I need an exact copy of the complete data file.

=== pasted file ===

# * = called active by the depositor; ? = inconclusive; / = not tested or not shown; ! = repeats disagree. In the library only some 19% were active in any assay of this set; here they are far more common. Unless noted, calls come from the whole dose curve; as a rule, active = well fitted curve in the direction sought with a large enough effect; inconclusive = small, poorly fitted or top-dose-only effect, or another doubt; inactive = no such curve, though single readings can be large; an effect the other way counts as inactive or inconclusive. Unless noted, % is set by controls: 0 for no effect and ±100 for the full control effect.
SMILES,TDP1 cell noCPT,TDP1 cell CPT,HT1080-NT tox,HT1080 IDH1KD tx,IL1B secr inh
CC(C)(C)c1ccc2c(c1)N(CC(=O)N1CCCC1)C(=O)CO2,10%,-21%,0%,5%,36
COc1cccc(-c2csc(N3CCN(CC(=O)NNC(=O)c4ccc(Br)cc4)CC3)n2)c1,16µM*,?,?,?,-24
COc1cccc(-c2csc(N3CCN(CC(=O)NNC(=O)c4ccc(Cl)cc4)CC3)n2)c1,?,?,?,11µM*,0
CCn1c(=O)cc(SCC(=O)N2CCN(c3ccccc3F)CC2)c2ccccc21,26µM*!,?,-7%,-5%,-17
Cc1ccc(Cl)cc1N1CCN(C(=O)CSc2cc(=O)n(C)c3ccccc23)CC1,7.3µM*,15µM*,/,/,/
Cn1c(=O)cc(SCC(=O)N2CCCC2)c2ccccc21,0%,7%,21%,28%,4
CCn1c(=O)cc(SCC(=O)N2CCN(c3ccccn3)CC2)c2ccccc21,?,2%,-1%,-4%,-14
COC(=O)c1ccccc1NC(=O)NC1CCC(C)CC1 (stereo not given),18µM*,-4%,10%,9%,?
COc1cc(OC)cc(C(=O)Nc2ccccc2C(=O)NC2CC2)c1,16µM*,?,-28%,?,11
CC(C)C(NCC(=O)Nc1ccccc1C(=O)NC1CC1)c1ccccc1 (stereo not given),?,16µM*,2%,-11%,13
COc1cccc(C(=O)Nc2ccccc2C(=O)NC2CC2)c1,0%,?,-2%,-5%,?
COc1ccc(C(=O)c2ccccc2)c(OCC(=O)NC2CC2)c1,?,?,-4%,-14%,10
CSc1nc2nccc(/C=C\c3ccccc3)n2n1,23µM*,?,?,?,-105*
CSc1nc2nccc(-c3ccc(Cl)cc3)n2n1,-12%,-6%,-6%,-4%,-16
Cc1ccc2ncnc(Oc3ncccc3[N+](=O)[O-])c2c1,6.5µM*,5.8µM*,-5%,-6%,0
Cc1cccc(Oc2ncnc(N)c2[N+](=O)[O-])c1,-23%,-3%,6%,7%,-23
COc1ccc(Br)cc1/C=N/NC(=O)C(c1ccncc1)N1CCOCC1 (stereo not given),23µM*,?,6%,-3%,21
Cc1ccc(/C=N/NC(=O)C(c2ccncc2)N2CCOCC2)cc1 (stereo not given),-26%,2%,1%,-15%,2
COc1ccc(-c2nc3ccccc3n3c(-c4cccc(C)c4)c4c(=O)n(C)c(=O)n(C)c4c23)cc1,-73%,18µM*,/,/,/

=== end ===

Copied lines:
# * = called active by the depositor; ? = inconclusive; / = not tested or not shown; ! = repeats disagree. In the library only some 19% were active in any assay of this set; here they are far more common. Unless noted, calls come from the whole dose curve; as a rule, active = well fitted curve in the direction sought with a large enough effect; inconclusive = small, poorly fitted or top-dose-only effect, or another doubt; inactive = no such curve, though single readings can be large; an effect the other way counts as inactive or inconclusive. Unless noted, % is set by controls: 0 for no effect and ±100 for the full control effect.
SMILES,TDP1 cell noCPT,TDP1 cell CPT,HT1080-NT tox,HT1080 IDH1KD tx,IL1B secr inh
CC(C)(C)c1ccc2c(c1)N(CC(=O)N1CCCC1)C(=O)CO2,10%,-21%,0%,5%,36
COc1cccc(-c2csc(N3CCN(CC(=O)NNC(=O)c4ccc(Br)cc4)CC3)n2)c1,16µM*,?,?,?,-24
COc1cccc(-c2csc(N3CCN(CC(=O)NNC(=O)c4ccc(Cl)cc4)CC3)n2)c1,?,?,?,11µM*,0
CCn1c(=O)cc(SCC(=O)N2CCN(c3ccccc3F)CC2)c2ccccc21,26µM*!,?,-7%,-5%,-17
Cc1ccc(Cl)cc1N1CCN(C(=O)CSc2cc(=O)n(C)c3ccccc23)CC1,7.3µM*,15µM*,/,/,/
Cn1c(=O)cc(SCC(=O)N2CCCC2)c2ccccc21,0%,7%,21%,28%,4
CCn1c(=O)cc(SCC(=O)N2CCN(c3ccccn3)CC2)c2ccccc21,?,2%,-1%,-4%,-14
COC(=O)c1ccccc1NC(=O)NC1CCC(C)CC1 (stereo not given),18µM*,-4%,10%,9%,?
COc1cc(OC)cc(C(=O)Nc2ccccc2C(=O)NC2CC2)c1,16µM*,?,-28%,?,11
CC(C)C(NCC(=O)Nc1ccccc1C(=O)NC1CC1)c1ccccc1 (stereo not given),?,16µM*,2%,-11%,13
COc1cccc(C(=O)Nc2ccccc2C(=O)NC2CC2)c1,0%,?,-2%,-5%,?
COc1ccc(C(=O)c2ccccc2)c(OCC(=O)NC2CC2)c1,?,?,-4%,-14%,10
CSc1nc2nccc(/C=C\c3ccccc3)n2n1,23µM*,?,?,?,-105*
CSc1nc2nccc(-c3ccc(Cl)cc3)n2n1,-12%,-6%,-6%,-4%,-16
Cc1ccc2ncnc(Oc3ncccc3[N+](=O)[O-])c2c1,6.5µM*,5.8µM*,-5%,-6%,0
Cc1cccc(Oc2ncnc(N)c2[N+](=O)[O-])c1,-23%,-3%,6%,7%,-23
COc1ccc(Br)cc1/C=N/NC(=O)C(c1ccncc1)N1CCOCC1 (stereo not given),23µM*,?,6%,-3%,21
Cc1ccc(/C=N/NC(=O)C(c2ccncc2)N2CCOCC2)cc1 (stereo not given),-26%,2%,1%,-15%,2
COc1ccc(-c2nc3ccccc3n3c(-c4cccc(C)c4)c4c(=O)n(C)c(=O)n(C)c4c23)cc1,-73%,18µM*,/,/,/